People are already planning for their summer vacation season and, although unrelated, so is the planning for the 2024 election season. We already know how much politics has divided our country over the past few years but did you know that conservative and liberal voters even tend to travel and vacation differently?
MRI-Simmons is the leading provider of insights on the American consumer. Previously two separate research companies (GfK MRI, and Simmons Research), joined forces in early 2019. As per Linked In, “With thousands of attitudinal and behavioral data points, gathered through ongoing surveys and passive measurement, MRI-Simmons empowers advertisers, agencies and media companies with deeper insights into the “why” behind consumer behavior.”
It’s already been determined that people who lean red or blue have different preferences when it comes to television shows, grocery stores, restaurants, hotels, craft beer, and the list goes on and on. So is it any surprise that their vacations tend to be different, as well?
According to a 2019 NBC News’ report of MRI-Simmons’ survey, here are some of the key differences between the two groups:
- 57% of liberals had passports, whereas only 48% of conservatives did. This fits in with liberals being more likely to visit a foreign country on their vacation. It may also suggest that blue flavored people might be more willing to fly to their destination than red flavored people.
- When wanting to relax, conservatives prefer fishing and golf, whereas liberals prefer going to a beach or experiencing fine dining. It’s thought that liberals tend to be younger and are slightly more likely to have incomes over $100,000, which could tie in with their preferred ways to relax. It’s also noted in this 2018 Travel Weekly article that, “Statistically,…liberals are more likely to gravitate more toward five categories than conservatives: exploration, experiencing different cultures, experiencing new cuisines, self-discovery and meeting new people.”
NBC News showed how different destinations tend to have more left or right-leaning visitors. They used two popular tourist destinations: Branson, Missouri and Park County, Wyoming (the ski area on the eastern edge of Yellowstone National Park). Here are the cities where the most tourists were from for each of the destinations:
|New York||Kansas City|
|Salt Lake City||Little Rock|
Parks like Yellowstone tend to get more visitors from big cities – which means more chance of flying there. But besides that, big cities tend to be politically Democratic. Branson’s visitors tend to be from smaller communities that are closer to their destination – so they drive – and many of them tend to vote Republican.
Of course, all of this doesn’t hold 100% true – case in point, I am decidedly left leaning and I like to go fishing. Also, if given a choice, I would prefer a place like Branson more so than Yellowstone. Meanwhile, I’m sure there are plenty of right-leaning people who love the beach, a good meal, and going skiing.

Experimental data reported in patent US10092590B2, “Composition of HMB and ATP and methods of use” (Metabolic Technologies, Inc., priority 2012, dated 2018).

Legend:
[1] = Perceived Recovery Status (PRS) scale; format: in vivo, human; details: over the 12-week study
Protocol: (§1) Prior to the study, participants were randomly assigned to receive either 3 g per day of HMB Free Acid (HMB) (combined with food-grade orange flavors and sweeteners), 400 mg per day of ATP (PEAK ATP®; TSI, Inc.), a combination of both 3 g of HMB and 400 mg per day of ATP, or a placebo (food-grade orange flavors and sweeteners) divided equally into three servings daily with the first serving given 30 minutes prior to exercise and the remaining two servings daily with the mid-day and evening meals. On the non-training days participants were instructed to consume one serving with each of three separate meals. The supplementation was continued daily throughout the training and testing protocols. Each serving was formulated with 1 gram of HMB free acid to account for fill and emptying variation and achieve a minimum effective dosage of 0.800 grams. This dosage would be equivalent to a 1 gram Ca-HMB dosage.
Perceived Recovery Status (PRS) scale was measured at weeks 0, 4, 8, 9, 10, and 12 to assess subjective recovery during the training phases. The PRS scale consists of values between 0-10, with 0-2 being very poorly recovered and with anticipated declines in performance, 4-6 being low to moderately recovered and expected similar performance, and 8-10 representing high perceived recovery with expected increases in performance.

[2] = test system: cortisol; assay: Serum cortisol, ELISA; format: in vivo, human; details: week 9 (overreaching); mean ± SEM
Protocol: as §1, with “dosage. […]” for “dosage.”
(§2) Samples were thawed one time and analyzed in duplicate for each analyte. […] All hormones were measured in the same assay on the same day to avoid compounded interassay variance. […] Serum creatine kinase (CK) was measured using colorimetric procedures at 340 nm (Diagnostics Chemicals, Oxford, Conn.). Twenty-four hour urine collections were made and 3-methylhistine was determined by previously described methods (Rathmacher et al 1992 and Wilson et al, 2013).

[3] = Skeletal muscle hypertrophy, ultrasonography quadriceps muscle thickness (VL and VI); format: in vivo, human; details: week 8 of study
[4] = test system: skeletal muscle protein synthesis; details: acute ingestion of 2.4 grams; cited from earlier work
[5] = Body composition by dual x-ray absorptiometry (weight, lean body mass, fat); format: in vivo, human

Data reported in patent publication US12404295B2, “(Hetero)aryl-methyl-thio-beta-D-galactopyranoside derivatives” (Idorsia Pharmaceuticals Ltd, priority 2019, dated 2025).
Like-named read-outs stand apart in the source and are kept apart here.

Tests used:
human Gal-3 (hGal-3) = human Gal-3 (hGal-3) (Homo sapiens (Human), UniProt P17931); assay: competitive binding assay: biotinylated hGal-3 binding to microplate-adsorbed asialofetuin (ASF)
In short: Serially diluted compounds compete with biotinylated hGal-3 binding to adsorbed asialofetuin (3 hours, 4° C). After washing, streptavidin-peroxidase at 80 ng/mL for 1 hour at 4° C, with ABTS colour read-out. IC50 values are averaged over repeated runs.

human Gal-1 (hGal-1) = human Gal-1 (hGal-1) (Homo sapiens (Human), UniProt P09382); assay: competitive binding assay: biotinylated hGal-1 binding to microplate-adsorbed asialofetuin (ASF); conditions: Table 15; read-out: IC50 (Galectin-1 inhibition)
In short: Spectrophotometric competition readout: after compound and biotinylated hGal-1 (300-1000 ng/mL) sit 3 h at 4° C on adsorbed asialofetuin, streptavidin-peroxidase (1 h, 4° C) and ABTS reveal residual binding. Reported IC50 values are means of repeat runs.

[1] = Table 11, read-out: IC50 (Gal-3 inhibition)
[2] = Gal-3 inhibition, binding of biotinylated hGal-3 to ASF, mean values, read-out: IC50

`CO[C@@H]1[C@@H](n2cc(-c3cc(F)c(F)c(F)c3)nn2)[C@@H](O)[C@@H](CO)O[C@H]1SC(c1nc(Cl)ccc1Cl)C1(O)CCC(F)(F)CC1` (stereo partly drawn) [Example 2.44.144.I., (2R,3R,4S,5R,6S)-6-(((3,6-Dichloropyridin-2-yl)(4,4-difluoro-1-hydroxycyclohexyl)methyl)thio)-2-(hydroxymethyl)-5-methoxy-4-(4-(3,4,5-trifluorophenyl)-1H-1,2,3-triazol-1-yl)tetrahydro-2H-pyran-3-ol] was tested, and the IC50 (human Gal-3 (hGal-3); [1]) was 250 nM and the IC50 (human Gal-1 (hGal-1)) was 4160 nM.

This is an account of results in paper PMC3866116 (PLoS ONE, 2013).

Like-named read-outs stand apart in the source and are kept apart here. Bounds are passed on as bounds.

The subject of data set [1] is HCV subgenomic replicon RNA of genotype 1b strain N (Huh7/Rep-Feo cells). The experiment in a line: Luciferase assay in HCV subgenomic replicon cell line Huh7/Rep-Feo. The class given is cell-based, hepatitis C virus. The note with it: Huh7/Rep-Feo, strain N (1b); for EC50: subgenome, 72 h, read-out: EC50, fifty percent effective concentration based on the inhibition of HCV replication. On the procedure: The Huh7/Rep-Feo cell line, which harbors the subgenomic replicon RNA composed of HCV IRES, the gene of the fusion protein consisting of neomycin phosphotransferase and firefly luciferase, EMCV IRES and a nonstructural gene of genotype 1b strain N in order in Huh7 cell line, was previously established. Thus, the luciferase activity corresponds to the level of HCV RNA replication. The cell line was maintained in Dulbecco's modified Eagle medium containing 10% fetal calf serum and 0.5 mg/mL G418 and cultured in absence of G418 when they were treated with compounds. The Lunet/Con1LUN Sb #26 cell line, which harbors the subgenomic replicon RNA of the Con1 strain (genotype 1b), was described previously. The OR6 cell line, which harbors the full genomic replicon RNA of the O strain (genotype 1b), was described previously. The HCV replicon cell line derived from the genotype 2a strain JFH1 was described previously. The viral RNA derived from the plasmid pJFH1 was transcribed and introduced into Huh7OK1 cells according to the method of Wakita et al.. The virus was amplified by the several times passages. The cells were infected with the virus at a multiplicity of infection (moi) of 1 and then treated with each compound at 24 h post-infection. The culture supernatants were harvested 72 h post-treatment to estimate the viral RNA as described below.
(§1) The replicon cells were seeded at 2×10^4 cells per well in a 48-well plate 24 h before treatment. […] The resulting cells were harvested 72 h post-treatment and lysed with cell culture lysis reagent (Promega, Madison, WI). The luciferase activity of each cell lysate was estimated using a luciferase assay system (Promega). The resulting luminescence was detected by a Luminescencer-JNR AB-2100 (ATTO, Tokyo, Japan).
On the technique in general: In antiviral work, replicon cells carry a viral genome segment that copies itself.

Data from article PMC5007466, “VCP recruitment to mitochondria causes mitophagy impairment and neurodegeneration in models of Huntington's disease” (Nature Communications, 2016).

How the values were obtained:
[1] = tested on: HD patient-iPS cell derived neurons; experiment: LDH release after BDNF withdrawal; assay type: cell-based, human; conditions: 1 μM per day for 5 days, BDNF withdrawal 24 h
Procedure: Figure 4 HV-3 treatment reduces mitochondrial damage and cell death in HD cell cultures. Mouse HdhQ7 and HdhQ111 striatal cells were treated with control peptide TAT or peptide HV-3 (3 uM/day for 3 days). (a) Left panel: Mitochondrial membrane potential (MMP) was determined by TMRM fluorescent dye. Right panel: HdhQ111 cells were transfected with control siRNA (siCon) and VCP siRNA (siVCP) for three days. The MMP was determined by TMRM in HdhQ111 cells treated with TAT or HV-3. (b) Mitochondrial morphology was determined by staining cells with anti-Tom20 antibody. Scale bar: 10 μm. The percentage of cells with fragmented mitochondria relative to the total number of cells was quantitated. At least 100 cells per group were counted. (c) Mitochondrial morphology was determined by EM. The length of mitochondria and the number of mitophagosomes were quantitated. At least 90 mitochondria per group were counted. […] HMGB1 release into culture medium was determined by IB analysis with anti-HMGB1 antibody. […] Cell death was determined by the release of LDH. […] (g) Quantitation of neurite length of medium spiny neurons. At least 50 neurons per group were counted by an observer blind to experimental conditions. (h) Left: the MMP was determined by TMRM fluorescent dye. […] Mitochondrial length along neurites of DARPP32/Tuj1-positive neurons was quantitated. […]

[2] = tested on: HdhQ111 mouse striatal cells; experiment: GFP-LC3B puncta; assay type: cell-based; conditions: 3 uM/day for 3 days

But I bet there’s one thing we can all agree on, regardless of which side of the political fence we lean on: going on vacation is awesome.
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I grew up in Branson–one thing you didn’t mention is the entire city/area is PROUDLY and LOUDLY Christian and patriotic! Every show will have a prayer, every store will have a flag . . . it’s a beautiful area of the country, and Silver Dollar City is one of the most beautiful theme parks I’ve ever seen (I live near Walt Disney World, but SDC has beautiful hills and trees, not just buildings and rides!), but I always cautioned my “freakier” friends that if they couldn’t handle all the Christian patriotism, they probably shouldn’t go to Branson! I’ve been to Yellowstone as well, and I kind of think using Branson and ANY national park. but especially one relatively far from many cities or airports, isn’t really an entirely fair comparison. I love them both!
Never heard of Branson before this article
The old saying is true – you learn something new every day 🙂
I was kind of hoping that the stereotypes would prove to be wrong. Well, I guess they’re stereotypes for a reason.
There are, of course, exceptions. But otherwise, yeah.
What if you are far left of liberal? Even more likely to have a passport?????
Republican Conservatives have zero intellectual curiosity.
(Full disclosure – I’m a Democrat) I disagree. I know plenty of Republicans who are smart and creative. You must hang out with the wrong Conservatives.
The mayors of Little Rock, Saint Louis and Kansas City are Democrats. I think the cities listed are more proximal than political affiliations; sans NYC.
Branson has limited air access these days. Most people have to drive in or arrive via Springfield and grab a rental car. This somewhat limits visitor access from the major urban areas, more than when Southwest flew into the Branson airport. It is a nice enough place, not prone to the looting and burning that people from Denver, New York, Minneapolis, Salt Lake City or Seattle seem to enjoy for entertainment. I guess Hillary would call the folk of Branson deplorables. No telling what the people of Branson would call Hillary.